Figure 3 [graph]. Confirmed (400) and probable (9) cases of Lassa fever by epidemiological week in Nigeria week 1-13, 2018
Figure 4 [graph]. Confirmed Lassa fever cases in Nigeria with state specific case fatality rates (CFR) as at 1 Apr 2018
Figure 5 [graph]: Epicurve of confirmed cases Lassa fever in Edo state week 1-13, 2018
Figure 6 [graph]: Distribution of Lassa fever confirmed cases in Edo state by LGA as at 1 Apr 2018
Figure 7 [graph]: Epicurve of Lassa fever confirmed cases in Ondo state week 1-13, 2018
Figure 8 [graph]: Epicurve of Lassa fever confirmed cases in Ebonyi state week 1-13, 2018

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Communicated by:
ProMED-mail

[The graphs of the epidemic curves continue to indicate that the peak number of cases nationally has passed. However, the Lassa fever period can be expected to continue for another 2-3 months, into June 2018. New cases have occurred over the past few days in several states. Providing adequate surveillance and timely treatment over such a large geographic area is challenging. Fortunately, there is international help participating in treatment and surveillance. Unfortunately, a female physician in Abia state became ill and was diagnosed with the disease after attending to an 11-month old baby who later died. The baby was, however, not confirmed to have been infected with Lassa fever before his death (https://www.thecable.ng/lassa-fever-kills-doctor-abia-month-starting-work).

The maps and graphs in the report above are interesting and provide a good picture of how the outbreak has progressed over time. They can be accessed at the source URL above.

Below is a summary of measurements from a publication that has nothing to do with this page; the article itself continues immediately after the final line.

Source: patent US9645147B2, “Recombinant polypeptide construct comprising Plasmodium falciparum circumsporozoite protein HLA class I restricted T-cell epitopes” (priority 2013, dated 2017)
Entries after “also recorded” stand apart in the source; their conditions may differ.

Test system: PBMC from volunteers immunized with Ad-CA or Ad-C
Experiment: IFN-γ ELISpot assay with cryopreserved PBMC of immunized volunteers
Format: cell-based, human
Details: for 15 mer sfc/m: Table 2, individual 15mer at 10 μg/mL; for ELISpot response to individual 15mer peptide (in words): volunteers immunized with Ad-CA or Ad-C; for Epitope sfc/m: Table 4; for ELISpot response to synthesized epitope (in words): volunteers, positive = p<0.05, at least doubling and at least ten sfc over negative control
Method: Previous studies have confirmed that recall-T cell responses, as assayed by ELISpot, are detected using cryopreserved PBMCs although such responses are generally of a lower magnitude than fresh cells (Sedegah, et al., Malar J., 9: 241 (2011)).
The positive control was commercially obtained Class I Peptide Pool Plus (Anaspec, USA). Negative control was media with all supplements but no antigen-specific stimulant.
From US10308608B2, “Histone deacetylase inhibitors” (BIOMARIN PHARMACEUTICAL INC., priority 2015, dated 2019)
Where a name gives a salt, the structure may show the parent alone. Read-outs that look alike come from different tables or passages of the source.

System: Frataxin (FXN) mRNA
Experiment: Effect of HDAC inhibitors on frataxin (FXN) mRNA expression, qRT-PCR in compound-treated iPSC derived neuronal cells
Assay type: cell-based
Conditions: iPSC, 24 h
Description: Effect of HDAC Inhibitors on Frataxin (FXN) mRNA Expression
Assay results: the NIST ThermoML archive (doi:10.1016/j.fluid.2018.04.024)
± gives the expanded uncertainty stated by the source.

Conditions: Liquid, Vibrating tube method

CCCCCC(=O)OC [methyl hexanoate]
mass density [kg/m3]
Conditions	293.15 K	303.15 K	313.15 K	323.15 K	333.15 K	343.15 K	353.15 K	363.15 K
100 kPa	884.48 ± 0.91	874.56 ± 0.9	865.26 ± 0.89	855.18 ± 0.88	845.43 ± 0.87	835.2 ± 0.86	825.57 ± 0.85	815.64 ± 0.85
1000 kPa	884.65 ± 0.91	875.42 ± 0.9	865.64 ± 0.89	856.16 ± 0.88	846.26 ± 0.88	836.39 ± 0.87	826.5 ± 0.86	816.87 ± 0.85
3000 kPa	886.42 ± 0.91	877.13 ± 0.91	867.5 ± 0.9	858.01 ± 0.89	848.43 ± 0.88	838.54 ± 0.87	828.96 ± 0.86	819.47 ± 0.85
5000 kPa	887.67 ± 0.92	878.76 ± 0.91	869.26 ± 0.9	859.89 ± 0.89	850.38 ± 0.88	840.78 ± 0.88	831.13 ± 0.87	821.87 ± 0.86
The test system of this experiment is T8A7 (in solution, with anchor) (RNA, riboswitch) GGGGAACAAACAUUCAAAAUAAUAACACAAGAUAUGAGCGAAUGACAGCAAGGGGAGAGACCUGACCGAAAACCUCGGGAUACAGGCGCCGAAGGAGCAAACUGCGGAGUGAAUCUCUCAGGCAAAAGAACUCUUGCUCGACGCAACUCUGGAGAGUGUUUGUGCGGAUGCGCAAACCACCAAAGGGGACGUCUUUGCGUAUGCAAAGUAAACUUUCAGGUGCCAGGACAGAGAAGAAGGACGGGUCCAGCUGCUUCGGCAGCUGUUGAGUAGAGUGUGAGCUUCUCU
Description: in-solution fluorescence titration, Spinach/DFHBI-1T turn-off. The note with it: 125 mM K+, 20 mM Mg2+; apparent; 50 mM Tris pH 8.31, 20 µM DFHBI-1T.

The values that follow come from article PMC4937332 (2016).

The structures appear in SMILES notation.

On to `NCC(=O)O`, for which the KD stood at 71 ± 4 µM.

Maps of Nigeria: http://www.un.org/Depts/Cartographic/map/profile/nigeria.pdf and http://healthmap.org/promed/p/62. - Mod.TY]

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[2] Predictors of outcome
Date: Tue 6 Mar 2018
Source: The Lancet journal [edited]
http://www.thelancet.com/journals/laninf/article/PIIS1473-3099%2818%2930...

[Ref: Okokhere P, Colubri A, Azubike C, et al. Clinical and laboratory predictors of Lassa fever outcome in a dedicated treatment facility in Nigeria: a retrospective, observational cohort study.
Lancet Infect Dis. 2018. pii: S1473-3099(18)30121-X. doi: 10.1016/S1473-3099(18)30121-X]
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Summary
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Background
Lassa fever is a viral haemorrhagic disease endemic to west Africa. No large-scale studies exist from Nigeria, where the Lassa virus (LASV) is most diverse. LASV diversity, coupled with host genetic and environmental factors, might cause differences in disease pathophysiology. Small-scale studies in Nigeria suggest that acute kidney injury is an important clinical feature and might be a determinant of survival. We aimed to establish the demographic, clinical, and laboratory factors associated with mortality in Nigerian patients with Lassa fever, and hypothesised that LASV was the direct cause of intrinsic renal damage for a subset of the patients with Lassa fever.

Methods